• 43. Contraindications ♦Early tendon repairs ♦Early repairs of collateral ligaments ♦First 8 weeks after trapeziectomy ♦Excessive pain ♦Inflamed joints
  • 44. ♦ Tip pinch grip-The thumb is pinched against the pulp of the index finger whilst the other fingers are flexed. ♦ Tripod pinch grip-Thumb pulp to index and middle finger pulp with remaining fingers flexed. ♦ Key pinch grip-Thumb pulp to lateral aspect of proximal interphalangeal joint of the index finger, other fingers flexed
  • 45. Tests for dexterity and function ♦ Moberg ♦ Nine-hole peg test ♦ Purdue pegboard ♦ Minnesota Rate of Manipulation Test ♦ The Serial Occupational Dexterity Assessment (SODA)
  • 46. Other functional outcome measure ♦ Michigan hand outcome questionnaire. ♦ Functional status scale for hand ♦ Simulated activities of daily living examination ♦ Sollerman Hand Function Test ♦ Jebsen Hand Function Test
  • 47. Oedema oedema is measured to: ♦Establish baselines for comparison ♦Evaluate a patient’s response to treatment ♦Monitor the course of a disease process
  • 48. Tools ♦ Tape measure-Advantages: quick to use, cheap to purchase and able to provide information regarding specific segments. Accuracy and reliability can be improved by: ♦ Calibration of tape measures ♦ Measure over anatomical landmarks
  • 49. ♦ Jeweller’s rings-Used to measure the circumference of joints. A range of different-sized jewellers rings are placed over the joints. Quick and easy to use, however expensive to purchase and only allow small joints to be measured
  • 50. ♦ Volumeter -Based on the Archimedes principle: ‘A body partly or completely immersed in a fluid displaces an amount of fluid equal to the apparent volume of that body.’
  • 51.
  • 52.
  • 53. Sensory testing Types of sensory dysfunction ♦Hypoaesthesia: diminished sensation ♦Parasthesia: abnormal sensation ♦Hyperaesthesia: abnormal sensation ♦Anaesthesia: complete loss of sensation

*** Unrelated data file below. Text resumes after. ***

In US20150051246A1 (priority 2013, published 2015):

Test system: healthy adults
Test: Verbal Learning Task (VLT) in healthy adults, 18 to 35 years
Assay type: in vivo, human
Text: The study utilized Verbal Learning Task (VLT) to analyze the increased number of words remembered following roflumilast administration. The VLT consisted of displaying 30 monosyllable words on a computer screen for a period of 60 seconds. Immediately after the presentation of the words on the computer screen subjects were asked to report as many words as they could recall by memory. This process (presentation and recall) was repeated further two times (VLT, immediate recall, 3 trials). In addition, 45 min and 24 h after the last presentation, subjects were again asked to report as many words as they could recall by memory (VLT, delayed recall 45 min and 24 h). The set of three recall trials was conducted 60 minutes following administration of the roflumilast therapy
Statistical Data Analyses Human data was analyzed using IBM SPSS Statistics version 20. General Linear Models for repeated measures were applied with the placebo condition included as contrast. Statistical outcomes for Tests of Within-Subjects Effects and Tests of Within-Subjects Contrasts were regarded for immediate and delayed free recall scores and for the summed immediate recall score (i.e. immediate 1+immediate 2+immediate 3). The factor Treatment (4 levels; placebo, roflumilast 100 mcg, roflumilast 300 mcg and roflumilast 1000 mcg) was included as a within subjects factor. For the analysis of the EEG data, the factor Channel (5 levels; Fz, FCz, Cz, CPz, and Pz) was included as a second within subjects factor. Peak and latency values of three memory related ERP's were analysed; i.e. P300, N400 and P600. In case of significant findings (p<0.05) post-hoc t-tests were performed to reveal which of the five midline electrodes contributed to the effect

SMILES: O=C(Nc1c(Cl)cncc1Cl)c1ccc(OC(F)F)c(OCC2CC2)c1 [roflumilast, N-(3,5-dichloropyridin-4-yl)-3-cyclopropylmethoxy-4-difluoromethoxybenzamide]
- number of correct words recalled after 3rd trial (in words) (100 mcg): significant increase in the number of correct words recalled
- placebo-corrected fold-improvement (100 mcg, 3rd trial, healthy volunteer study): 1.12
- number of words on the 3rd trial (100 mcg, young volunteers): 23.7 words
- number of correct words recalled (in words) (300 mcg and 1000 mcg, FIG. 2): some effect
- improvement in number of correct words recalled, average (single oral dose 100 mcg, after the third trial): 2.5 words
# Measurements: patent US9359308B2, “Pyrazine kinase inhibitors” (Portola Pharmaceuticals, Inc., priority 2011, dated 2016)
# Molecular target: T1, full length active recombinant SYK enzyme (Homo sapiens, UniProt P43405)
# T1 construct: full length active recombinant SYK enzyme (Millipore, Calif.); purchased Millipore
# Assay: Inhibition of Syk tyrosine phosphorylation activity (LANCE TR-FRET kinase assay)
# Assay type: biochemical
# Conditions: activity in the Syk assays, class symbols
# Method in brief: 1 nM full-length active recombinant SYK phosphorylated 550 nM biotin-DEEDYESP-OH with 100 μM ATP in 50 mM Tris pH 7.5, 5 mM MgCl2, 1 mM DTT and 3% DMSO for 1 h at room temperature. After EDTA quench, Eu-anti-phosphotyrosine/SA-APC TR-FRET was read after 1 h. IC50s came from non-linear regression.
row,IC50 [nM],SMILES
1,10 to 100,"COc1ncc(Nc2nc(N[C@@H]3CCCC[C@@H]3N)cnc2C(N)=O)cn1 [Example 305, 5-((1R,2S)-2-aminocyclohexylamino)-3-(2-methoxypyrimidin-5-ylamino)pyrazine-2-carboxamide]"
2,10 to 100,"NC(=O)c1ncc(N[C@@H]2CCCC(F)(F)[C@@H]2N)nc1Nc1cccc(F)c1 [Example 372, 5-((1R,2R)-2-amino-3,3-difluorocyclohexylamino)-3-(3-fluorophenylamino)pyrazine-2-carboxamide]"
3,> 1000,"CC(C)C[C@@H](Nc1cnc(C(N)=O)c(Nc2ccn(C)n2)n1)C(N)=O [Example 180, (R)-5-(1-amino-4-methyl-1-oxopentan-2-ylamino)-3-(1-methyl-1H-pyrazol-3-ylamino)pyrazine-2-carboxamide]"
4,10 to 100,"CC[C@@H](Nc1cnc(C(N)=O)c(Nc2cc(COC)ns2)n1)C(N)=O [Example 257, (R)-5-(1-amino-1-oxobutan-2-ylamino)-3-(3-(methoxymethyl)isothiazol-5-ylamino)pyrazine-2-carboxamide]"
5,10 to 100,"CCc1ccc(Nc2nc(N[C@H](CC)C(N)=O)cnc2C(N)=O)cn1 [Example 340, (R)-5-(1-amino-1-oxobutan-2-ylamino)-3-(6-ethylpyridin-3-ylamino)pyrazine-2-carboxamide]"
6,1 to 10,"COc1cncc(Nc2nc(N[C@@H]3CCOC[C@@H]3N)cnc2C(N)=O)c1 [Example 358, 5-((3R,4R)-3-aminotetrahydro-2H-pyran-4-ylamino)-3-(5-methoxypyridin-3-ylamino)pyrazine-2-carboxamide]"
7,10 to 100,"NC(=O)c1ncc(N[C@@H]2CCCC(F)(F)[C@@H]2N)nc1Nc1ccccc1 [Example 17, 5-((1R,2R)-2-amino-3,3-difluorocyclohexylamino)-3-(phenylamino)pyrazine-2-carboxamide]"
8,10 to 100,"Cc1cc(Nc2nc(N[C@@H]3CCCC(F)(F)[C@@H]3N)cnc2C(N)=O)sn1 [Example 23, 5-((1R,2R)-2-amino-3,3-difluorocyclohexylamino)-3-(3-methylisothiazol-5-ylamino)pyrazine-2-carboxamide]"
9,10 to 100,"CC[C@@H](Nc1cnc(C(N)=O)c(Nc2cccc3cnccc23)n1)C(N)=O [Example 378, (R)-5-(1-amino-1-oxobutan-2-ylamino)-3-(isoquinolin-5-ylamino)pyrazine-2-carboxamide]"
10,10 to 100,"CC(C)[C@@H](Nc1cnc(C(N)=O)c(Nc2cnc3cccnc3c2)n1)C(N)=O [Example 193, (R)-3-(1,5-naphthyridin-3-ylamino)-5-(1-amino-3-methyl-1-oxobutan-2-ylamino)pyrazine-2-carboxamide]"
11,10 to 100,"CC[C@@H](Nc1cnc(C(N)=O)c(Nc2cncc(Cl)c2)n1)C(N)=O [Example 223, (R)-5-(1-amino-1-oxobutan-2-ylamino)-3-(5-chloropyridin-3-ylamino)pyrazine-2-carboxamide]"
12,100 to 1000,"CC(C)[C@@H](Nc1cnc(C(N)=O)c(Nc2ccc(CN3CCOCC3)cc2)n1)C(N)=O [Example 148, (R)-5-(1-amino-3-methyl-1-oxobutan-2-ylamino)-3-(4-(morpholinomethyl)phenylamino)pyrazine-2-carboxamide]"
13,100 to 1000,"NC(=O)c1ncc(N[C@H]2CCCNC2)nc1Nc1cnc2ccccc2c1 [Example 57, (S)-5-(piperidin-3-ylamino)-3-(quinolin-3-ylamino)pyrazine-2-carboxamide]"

• 54. Purpose of sensory testing- ♦To assist in diagnosis ♦To determine the extent of sensory loss ♦To determine the level of axonal regeneration (provocative tests, e.g.Tinel’s percussion test) ♦To evaluate nerve conduction efficiency (threshold tests, electrophysiological tests) ♦To evaluate end organ unity/function
  • 55. ♦ To determine level of somatosensory reorganization (ability to interpret stimuli) ♦ To identify the need for surgical intervention ♦ To identify splinting requirements ♦ To determine when to commence sensory re-education ♦ To identify level of hand function
  • 56. Sensory testing is difficult due to: ♦Subjective nature of the tests ♦Technical difficulties with the tests, e.g. vibration of the assessor’s hand during testing, variation in the application of force when utilizing the assessment t.ools
  • 57. Indications for testing sensibility ♦Peripheral/digital nerve repair ♦Nerve compression ♦Nerve replants ♦Flaps/grafts ♦Brachial plexus injuries ♦Crush injuries
  • 58. Precautions for testing sensibility ♦Underlying vascular or neuropathic disease ♦Fatigue ♦Negative attitude/poor motivation ♦Hypersensitivity/pain
  • 59.
  • 60. Scar ♦ Burn scar index (Vancouver) ♦ Image panel assessment scale (photos) ♦ Self-rating scale for patients ♦ Non-invasive measurement of scar and skin pliability (pneumatonometer and Derma- Durameter) ♦ Numeric scar ratings scale (therapist scored)